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What to Know about COVID-19, Your Community, and CAI


This week from CAI: Resources and essential information to share with HOA, condominium, or co-op residents to help navigate the impact of COVID-19 in your community association.

COVID-19 Vaccines and HOAs: What You Need to Know

Click here to check travel restrictions, mandatory mask laws, rules for short -term rentals, and more in your state.

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CAI is monitoring the outbreak of the COVID-19 coronavirus and its impact on community associations.

We are encouraging CAI members, chapters, and the community associations industry in general to follow the latest guidance and updates issued by the Centers for Disease Control and Prevention.

CAI understands that members, homeowners, board members, community association managers, management company executives, and business partners may have questions about prevention, containment, classes, and events.

It is important to recognize, however, that CAI, its chapters, and individual members are not health care professionals. The CDC and other qualified health officials should continue to be the primary source of current information and guidance. CAI is offering general, precautionary guidance from officials and adding some common-sense guidelines for our industry.

What community associations can do

Community associations should review or establish an emergency plan in consultation with legal counsel, insurance and risk man​agement experts, and their manager. 

This plan could address whether it's possible to conduct association business remotely, how to handle common areas and amenities, anti-discrimination compliance, wage and hour laws if the associations employs staff, and communication with residents.

​Meetings and events. Generally, there are several methods by which association members or association boards transact business in the absence of everyone gathering at the same time and location—some form of written consent, electronic meetings, or a vote outside a physical meeting. ​Board members can learn more in HOA Resource's article about electronic voting​.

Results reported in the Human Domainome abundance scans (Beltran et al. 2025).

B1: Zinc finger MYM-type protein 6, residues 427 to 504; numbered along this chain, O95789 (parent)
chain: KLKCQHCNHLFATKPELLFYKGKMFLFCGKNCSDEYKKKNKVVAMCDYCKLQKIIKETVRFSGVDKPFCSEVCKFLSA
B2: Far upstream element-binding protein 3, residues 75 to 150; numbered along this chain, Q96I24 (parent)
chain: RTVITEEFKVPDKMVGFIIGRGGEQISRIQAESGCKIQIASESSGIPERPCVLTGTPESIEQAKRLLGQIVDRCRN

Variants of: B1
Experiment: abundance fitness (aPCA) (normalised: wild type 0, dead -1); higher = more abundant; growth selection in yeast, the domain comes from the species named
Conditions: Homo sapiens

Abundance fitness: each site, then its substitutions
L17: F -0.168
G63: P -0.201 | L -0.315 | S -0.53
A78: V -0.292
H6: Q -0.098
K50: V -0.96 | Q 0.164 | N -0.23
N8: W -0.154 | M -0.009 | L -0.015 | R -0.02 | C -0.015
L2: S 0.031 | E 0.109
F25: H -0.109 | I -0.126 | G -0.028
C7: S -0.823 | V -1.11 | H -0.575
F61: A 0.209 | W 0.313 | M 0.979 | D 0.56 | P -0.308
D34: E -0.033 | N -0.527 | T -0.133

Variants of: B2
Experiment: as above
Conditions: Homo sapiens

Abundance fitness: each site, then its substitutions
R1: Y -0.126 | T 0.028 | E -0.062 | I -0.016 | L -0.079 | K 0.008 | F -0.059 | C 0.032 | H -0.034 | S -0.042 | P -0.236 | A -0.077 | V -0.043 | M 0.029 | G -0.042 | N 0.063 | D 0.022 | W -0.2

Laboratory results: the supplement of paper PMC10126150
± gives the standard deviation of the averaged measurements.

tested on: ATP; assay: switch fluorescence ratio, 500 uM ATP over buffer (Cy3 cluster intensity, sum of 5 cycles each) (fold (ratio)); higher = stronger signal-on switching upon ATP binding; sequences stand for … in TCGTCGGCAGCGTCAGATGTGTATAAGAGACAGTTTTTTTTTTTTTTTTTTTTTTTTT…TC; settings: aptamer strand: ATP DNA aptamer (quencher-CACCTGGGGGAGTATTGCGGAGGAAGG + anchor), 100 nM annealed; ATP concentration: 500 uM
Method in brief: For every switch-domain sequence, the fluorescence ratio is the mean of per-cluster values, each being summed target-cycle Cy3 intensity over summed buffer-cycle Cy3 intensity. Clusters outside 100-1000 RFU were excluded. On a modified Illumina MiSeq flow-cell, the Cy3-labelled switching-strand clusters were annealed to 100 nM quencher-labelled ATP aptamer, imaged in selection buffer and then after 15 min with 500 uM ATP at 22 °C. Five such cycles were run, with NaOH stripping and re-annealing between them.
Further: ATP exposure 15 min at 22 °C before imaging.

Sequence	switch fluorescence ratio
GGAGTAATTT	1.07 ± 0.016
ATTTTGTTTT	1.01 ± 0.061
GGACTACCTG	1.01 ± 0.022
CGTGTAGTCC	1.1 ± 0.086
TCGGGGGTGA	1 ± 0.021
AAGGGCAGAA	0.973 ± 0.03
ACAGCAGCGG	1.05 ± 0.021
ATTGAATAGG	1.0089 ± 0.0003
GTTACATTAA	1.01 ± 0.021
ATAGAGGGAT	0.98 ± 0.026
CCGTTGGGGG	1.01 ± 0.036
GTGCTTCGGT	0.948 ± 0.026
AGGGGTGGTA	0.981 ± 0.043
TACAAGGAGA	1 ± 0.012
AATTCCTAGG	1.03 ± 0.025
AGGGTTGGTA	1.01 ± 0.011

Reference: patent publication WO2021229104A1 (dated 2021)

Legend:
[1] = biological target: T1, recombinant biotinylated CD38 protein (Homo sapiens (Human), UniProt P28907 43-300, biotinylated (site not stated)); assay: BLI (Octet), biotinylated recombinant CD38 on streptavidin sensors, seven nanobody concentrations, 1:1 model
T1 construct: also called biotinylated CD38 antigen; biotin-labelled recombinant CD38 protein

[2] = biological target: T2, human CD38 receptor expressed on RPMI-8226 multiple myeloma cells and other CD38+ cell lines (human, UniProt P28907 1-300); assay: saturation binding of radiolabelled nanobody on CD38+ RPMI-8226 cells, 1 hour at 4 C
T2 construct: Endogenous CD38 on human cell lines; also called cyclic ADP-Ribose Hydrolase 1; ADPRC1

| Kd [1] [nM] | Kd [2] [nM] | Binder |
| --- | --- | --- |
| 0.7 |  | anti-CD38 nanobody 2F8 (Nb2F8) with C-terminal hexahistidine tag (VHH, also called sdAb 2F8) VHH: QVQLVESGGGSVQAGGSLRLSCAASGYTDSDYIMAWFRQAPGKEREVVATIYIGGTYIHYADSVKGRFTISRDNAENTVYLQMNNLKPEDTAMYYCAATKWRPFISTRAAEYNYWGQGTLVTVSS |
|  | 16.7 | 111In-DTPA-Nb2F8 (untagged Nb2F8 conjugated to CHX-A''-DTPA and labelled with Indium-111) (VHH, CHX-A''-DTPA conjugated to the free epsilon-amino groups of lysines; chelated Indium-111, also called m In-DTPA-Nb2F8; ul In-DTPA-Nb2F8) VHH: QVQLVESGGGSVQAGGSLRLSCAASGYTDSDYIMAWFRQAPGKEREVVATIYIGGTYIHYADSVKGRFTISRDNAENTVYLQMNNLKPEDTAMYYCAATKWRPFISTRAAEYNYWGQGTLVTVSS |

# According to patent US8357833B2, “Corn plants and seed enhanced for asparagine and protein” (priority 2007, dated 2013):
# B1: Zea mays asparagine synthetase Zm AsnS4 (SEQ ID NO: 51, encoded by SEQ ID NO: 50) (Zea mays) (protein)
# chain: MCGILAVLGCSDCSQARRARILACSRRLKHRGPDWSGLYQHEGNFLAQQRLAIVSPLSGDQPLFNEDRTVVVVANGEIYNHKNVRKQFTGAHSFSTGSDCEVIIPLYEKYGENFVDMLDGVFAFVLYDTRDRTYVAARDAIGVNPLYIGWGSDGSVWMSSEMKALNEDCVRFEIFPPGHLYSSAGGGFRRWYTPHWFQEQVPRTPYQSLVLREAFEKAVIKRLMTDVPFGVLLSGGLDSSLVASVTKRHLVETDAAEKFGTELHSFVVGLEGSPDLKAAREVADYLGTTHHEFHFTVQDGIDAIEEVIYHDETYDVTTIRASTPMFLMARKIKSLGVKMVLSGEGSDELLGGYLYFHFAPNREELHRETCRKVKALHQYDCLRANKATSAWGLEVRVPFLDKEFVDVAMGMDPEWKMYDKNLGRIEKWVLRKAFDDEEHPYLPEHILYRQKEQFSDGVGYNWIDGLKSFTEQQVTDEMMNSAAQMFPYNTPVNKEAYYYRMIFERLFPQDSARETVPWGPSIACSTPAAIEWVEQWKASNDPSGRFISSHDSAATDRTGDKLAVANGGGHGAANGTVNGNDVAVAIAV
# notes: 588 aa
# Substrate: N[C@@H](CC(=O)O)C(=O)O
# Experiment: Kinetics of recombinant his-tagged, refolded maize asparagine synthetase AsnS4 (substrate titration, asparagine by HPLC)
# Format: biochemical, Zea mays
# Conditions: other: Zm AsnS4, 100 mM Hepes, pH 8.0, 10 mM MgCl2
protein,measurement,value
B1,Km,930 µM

Common areas and amenities. Community associations control the common areas, and owners are responsible for their private property. Communities may want to consider:

  • Extensive cleaning, disinfecting, or wiping down of common areas and common area surfaces
  • Postponing, cancelling, or virtually hosting community events and meetings
  • Closing common areas and amenities, such as gyms, clubhouses, and pools
  • Installing hand sanitizer dispensers or wipes on common areas for owner and guest use

Community association board members should consult with their professional partners, including community manager and attorney, on how best to handle preparing for and reacting to COVID-19 within their community. Board members may want to review CAI's downloadable reopening guide​

Fair housing and COVID-19. The U.S. Department of Housing and Urban Development is part of the White House Coronavirus Task Force. All federal ​agencies are working aggressively on a multi-layered, cross-agency public health response to this evolving situation.​ HUD is encouraging housing providers, including community associations, to share relevant CDC fact sheets with individuals, families, and staff members. Read more from HUD​.

Community associations are reminded that their responses to residents regarding the coronavirus must be compliant under the Fair Housing Act and related regulations.

Wage and hour laws. If your community employs staff​, it should review how and whether it will compensate employees in the event of an interruption to normal business operations.

Communication. Whatever your community decides to do regarding meetings, events, common areas, amenities, and other measures regarding COVID-19, you should clearly and consistently communicate with residents. Use your newsletter, website, email, social media, or bulletin board to inform and educate.

​​​This information is subject to change. It is published with the understanding that CAI is not engaged in rendering legal, accounting, medical, or other professional services. If legal advice or other expert assistance is required, the services of a competent professional should be sought.​